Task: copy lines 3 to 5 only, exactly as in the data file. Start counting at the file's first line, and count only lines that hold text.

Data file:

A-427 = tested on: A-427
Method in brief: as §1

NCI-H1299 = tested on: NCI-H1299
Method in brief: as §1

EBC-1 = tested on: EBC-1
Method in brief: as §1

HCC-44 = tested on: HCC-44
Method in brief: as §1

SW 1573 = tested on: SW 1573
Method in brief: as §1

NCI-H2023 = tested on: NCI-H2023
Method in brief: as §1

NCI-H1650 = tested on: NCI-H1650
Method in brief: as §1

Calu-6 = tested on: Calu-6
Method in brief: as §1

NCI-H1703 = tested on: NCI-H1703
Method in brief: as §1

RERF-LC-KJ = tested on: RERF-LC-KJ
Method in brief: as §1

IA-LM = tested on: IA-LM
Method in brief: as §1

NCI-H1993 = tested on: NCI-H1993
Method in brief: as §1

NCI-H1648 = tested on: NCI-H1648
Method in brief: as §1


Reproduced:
NCI-H1299 = tested on: NCI-H1299
Method in brief: as §1

EBC-1 = tested on: EBC-1